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Fundraiser would help complete adoption for Woodbury family

Woodbury residents Denny and Kathy Schneider, and their five children, are in the process of adopting a 2-year-old-boy from China named Steven who has congenital heart disease. (Submitted photo)

Steven is a 2-year-old boy currently living at the Provence Orphanage in Beijing, China.

He has a tougher life than most other orphans, though, since he suffers from congenital heart disease.

He has already had one open-heart surgery and is in need of another.

Steven has found a savior, however, in the Schneider family of Woodbury, who is currently in the process of adopting the boy.

“We fell in love with him,” Kathy Schneider said. “He was hand-picked for our family.”

As part of the adoption process, the Schneiders – Denny, Kathy, Alison, Emily, Jacob, Joseph and Caleb – must raise $30,000 to cover the adoption and travel expenses.

A benefit is planned for Sept. 6 at Woodbury Lutheran Church’s Oak Creek campus in Stillwater. The benefit will feature live music, a soup and salad dinner and a silent auction.

“We hadn’t planned on adopting him,” Kathy said, “So, coming up with this money on the fly seems hefty.”

Steven’s story

Steven was born with only one ventricle in his heart, as opposed to the normal two.

Additionally, Steven’s pulmonary artery and his aorta are transposed, which results in oxygen-rich and oxygen-poor blood  mixing together in the heart, which in turn results in the boy never getting a sufficient supply of oxygen.

Steven was found abandoned at an antique shop when he was only about 10 days old.

“It would have been very clear that he was very sick,” Kathy said. “He would have been blue and probably his family just couldn’t provide for him medically.”

Orphanages in China typically don’t have the means to provide medical care for the orphans, which is why Steven was taken in by New Hope Foster Homes, which provides medical care for children that need it.

Steven underwent an open heart surgery before being returned to the Provence Orphanage for adoption.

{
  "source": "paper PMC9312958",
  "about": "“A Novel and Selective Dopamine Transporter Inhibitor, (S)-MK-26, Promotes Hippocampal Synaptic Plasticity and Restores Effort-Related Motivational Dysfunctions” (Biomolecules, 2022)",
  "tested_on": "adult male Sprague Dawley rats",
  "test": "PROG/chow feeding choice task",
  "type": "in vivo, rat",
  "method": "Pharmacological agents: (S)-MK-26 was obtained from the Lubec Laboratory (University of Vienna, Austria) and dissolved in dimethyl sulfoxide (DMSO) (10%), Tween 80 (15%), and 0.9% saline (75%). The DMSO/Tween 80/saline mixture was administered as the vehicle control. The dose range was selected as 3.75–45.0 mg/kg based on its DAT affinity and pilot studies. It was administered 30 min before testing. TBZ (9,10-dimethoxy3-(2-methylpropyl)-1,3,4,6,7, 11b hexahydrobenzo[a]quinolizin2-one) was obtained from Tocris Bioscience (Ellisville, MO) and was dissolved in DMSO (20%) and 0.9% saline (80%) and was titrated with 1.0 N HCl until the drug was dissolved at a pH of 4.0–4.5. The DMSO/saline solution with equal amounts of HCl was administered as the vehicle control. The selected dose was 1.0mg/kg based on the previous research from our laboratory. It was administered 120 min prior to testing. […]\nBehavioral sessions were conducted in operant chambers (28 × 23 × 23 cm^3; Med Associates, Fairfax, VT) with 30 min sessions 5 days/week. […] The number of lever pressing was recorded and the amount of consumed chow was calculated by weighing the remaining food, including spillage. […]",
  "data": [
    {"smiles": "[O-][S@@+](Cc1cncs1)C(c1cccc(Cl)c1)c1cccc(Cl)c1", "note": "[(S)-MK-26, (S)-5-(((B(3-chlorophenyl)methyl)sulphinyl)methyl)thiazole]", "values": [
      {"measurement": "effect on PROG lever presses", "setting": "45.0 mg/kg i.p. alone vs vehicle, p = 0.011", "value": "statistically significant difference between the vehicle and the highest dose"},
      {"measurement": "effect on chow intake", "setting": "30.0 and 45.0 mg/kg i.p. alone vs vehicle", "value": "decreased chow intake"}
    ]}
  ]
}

However, Steven will be in need of another heart surgery before he turns 3 years old.

A chance meeting

Kathy, along with daughters Emily and Alison, traveled to China in June of 2013 as part of a mission trip with their church Christ Redeemer, which meets out of Peace of Mind Early Education Center.

During a trip to the Provence Orphanage, the three women met and fell in love with Steven, who was just a year old at the time.

“We probably held a hundred babies,” Kathy said, “but, we couldn’t get him off our mind when we returned.”

When Kathy returned home, she started discussing the possibility of adopting Steven with her husband Denny, whose first response was, “We have five kids.”

Two weeks later though, Kathy and Denny agreed that Steven needed a home.

“How can we not,” Kathy said. “He would likely die there and we can’t let that happen.”

“As Christians, we feel called to care for orphans,” Denny said.

On April 19 of this year, the Schneiders received word that they had been matched with Steven and the adoption process could begin.

Adopting Steven is a big undertaking for the Schneiders since he is going to need at least one, maybe two, additional heart surgeries and will probably need a heart transplant at some point in his life.

But Kathy said they are willing to do whatever they need to for Steven.

“It is like when it’s your own natural biological child,” she said. “You love the child before it’s born and whatever you get physically, you love that child and you’ll deal with it.

“We love Steven and we will do whatever it takes to give him what he needs.”

Steven should live a fairly normal life once he receives the surgeries he needs, Kathy said, with the exception that he may not be able to keep up with the other kids as much.

“He’ll have a good working body once we get this all taken care of,” she said.

The Schneiders are hoping to have Steven in their home by the first of the year since China has vowed to expedite his adoption based on his medical needs.

“Whether Steven lives a long time or a short time, he needs a family,” Kathy said, “and we can provide that for him.

“The more we learn about Steven, the more our heart grows.”

Amber Kispert-Smith

Amber Kispert-Smith has been the schools and Afton reporter at the Woodbury Bulletin since 2008. She holds a bachelor’s degree in journalism from the University of Minnesota. She previously worked as a reporter for Press Publications in White Bear Lake.

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